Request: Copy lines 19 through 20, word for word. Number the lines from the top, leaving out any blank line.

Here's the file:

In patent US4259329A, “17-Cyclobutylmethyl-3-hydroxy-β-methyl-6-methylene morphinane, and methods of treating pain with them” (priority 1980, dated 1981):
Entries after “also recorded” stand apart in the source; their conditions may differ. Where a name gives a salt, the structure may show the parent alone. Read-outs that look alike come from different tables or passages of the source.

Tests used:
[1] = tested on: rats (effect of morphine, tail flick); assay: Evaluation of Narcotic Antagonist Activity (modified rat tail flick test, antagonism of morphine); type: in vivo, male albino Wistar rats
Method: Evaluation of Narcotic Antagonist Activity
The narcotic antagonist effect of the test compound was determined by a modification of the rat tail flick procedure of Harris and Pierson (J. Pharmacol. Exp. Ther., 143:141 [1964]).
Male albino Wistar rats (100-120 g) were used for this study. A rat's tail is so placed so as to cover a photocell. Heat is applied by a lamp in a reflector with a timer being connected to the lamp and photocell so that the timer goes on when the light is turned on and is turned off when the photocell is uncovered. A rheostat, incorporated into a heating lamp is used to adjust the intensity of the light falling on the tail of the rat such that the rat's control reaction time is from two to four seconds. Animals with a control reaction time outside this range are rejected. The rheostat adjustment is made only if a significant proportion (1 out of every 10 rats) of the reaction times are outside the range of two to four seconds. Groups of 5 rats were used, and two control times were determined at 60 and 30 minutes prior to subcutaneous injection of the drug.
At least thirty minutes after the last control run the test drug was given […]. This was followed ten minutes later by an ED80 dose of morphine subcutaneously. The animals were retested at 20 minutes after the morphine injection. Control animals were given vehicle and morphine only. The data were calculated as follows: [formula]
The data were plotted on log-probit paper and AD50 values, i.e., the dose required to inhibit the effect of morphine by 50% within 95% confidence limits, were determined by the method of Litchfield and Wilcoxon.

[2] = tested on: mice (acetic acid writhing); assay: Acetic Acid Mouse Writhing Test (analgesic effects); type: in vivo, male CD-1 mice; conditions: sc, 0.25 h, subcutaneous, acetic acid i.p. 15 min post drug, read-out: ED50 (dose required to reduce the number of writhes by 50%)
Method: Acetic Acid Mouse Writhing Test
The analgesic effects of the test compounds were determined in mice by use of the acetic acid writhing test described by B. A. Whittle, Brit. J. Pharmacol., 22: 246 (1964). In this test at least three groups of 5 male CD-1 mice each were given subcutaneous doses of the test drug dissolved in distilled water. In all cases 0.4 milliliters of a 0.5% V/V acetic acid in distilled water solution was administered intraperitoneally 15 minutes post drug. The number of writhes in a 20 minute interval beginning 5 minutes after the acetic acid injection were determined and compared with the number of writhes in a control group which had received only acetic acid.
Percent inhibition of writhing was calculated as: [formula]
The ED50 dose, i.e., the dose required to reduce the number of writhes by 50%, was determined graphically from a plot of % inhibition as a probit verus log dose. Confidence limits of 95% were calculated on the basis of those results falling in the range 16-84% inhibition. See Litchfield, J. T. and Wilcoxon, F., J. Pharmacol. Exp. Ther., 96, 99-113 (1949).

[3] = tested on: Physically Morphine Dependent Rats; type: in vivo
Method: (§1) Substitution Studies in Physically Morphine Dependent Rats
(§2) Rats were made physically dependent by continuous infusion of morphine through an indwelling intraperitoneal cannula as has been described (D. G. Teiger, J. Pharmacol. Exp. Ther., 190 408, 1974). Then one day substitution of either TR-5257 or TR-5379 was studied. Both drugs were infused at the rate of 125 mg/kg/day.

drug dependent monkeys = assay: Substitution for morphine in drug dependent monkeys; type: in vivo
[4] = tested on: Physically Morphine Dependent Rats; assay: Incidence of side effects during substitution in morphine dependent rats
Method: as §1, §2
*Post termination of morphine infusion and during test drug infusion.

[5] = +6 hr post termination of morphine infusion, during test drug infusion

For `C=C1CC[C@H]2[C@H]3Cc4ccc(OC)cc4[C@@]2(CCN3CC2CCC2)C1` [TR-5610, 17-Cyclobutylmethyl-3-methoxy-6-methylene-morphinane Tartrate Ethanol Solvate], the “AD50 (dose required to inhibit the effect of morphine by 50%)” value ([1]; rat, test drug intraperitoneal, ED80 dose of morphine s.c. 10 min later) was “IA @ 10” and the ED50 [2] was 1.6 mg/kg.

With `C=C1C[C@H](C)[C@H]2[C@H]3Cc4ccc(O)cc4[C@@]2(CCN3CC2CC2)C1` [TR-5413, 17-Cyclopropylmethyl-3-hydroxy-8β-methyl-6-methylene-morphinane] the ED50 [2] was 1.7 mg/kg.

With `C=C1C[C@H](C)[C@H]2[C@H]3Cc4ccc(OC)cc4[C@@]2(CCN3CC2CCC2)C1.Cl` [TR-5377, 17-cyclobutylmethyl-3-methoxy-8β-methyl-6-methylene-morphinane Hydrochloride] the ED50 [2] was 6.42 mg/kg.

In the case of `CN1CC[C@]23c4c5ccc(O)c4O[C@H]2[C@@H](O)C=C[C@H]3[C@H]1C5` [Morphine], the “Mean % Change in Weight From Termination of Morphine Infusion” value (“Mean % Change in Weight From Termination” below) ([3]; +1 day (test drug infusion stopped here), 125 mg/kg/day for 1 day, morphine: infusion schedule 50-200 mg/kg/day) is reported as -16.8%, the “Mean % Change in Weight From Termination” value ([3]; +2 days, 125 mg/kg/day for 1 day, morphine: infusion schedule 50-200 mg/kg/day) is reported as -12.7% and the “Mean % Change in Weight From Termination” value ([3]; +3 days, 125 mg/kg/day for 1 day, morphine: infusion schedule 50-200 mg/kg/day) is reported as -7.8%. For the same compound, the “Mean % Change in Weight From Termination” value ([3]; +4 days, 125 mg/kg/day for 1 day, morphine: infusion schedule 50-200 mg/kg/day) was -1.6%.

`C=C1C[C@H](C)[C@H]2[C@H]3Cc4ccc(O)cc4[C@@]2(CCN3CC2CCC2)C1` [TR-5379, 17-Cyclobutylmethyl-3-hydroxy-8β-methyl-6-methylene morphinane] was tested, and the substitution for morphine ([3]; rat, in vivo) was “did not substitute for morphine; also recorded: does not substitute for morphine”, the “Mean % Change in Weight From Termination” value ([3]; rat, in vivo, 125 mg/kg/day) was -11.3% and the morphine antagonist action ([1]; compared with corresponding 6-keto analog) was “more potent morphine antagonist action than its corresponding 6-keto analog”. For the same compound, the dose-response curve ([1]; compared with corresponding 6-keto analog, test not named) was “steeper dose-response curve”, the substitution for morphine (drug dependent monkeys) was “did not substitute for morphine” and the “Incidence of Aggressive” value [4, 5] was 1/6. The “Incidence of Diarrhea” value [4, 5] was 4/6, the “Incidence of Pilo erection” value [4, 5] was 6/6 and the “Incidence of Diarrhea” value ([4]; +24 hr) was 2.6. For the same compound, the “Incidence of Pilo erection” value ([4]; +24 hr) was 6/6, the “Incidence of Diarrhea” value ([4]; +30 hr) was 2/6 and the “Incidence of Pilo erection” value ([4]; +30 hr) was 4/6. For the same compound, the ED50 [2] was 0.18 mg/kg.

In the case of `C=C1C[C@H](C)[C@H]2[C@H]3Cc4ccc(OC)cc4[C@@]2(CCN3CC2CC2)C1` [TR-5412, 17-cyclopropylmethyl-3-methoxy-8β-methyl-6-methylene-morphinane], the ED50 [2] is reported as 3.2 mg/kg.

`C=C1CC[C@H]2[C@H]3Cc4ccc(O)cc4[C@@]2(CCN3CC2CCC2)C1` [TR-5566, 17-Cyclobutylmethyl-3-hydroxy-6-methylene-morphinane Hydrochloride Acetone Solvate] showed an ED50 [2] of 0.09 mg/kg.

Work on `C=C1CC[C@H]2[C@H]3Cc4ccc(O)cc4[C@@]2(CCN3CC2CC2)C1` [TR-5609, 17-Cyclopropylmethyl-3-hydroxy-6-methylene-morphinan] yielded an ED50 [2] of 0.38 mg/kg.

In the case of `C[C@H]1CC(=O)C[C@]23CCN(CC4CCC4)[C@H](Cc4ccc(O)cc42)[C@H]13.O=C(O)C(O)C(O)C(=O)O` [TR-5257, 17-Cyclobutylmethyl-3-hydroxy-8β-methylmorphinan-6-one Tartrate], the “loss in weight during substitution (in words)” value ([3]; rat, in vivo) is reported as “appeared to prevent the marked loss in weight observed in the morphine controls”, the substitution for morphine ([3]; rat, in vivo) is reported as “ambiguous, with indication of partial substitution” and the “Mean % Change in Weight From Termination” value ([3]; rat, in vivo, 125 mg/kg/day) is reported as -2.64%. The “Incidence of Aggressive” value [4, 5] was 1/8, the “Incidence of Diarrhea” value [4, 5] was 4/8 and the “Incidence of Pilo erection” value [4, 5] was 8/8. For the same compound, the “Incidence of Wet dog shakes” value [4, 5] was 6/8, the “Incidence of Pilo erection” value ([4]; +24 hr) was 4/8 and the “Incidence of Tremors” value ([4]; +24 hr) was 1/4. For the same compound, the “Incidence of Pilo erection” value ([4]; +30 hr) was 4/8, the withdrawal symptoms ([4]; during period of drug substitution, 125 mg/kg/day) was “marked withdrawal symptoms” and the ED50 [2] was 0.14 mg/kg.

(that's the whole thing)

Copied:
[4] = tested on: Physically Morphine Dependent Rats; assay: Incidence of side effects during substitution in morphine dependent rats
Method: as §1, §2